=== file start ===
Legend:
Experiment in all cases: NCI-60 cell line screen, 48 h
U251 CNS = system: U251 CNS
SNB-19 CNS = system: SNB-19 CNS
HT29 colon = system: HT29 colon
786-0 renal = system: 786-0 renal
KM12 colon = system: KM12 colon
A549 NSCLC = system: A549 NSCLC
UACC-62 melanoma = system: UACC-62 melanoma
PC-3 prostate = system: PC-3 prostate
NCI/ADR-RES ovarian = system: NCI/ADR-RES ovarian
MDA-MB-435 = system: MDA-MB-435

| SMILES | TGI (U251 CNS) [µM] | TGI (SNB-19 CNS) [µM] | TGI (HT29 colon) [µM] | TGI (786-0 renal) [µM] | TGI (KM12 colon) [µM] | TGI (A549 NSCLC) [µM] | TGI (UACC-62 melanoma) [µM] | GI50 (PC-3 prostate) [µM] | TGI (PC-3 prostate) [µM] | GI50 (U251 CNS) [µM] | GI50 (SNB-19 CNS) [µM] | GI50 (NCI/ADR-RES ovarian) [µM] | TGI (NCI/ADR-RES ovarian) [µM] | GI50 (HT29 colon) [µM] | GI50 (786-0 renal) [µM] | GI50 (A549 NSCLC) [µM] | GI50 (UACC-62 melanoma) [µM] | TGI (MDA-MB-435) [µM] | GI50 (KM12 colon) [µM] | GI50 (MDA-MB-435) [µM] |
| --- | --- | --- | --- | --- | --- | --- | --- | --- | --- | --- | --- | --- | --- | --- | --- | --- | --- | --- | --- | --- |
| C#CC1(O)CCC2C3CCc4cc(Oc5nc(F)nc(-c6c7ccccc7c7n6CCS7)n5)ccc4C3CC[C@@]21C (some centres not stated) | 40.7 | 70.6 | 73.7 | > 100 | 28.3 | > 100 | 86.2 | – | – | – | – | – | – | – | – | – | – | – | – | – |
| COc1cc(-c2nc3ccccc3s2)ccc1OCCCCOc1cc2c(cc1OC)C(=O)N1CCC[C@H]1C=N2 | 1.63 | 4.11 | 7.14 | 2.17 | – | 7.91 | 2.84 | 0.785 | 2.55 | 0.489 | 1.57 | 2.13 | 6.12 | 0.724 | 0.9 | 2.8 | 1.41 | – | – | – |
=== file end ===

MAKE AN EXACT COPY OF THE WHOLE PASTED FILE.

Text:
Legend:
Experiment in all cases: NCI-60 cell line screen, 48 h
U251 CNS = system: U251 CNS
SNB-19 CNS = system: SNB-19 CNS
HT29 colon = system: HT29 colon
786-0 renal = system: 786-0 renal
KM12 colon = system: KM12 colon
A549 NSCLC = system: A549 NSCLC
UACC-62 melanoma = system: UACC-62 melanoma
PC-3 prostate = system: PC-3 prostate
NCI/ADR-RES ovarian = system: NCI/ADR-RES ovarian
MDA-MB-435 = system: MDA-MB-435

| SMILES | TGI (U251 CNS) [µM] | TGI (SNB-19 CNS) [µM] | TGI (HT29 colon) [µM] | TGI (786-0 renal) [µM] | TGI (KM12 colon) [µM] | TGI (A549 NSCLC) [µM] | TGI (UACC-62 melanoma) [µM] | GI50 (PC-3 prostate) [µM] | TGI (PC-3 prostate) [µM] | GI50 (U251 CNS) [µM] | GI50 (SNB-19 CNS) [µM] | GI50 (NCI/ADR-RES ovarian) [µM] | TGI (NCI/ADR-RES ovarian) [µM] | GI50 (HT29 colon) [µM] | GI50 (786-0 renal) [µM] | GI50 (A549 NSCLC) [µM] | GI50 (UACC-62 melanoma) [µM] | TGI (MDA-MB-435) [µM] | GI50 (KM12 colon) [µM] | GI50 (MDA-MB-435) [µM] |
| --- | --- | --- | --- | --- | --- | --- | --- | --- | --- | --- | --- | --- | --- | --- | --- | --- | --- | --- | --- | --- |
| C#CC1(O)CCC2C3CCc4cc(Oc5nc(F)nc(-c6c7ccccc7c7n6CCS7)n5)ccc4C3CC[C@@]21C (some centres not stated) | 40.7 | 70.6 | 73.7 | > 100 | 28.3 | > 100 | 86.2 | – | – | – | – | – | – | – | – | – | – | – | – | – |
| COc1cc(-c2nc3ccccc3s2)ccc1OCCCCOc1cc2c(cc1OC)C(=O)N1CCC[C@H]1C=N2 | 1.63 | 4.11 | 7.14 | 2.17 | – | 7.91 | 2.84 | 0.785 | 2.55 | 0.489 | 1.57 | 2.13 | 6.12 | 0.724 | 0.9 | 2.8 | 1.41 | – | – | – |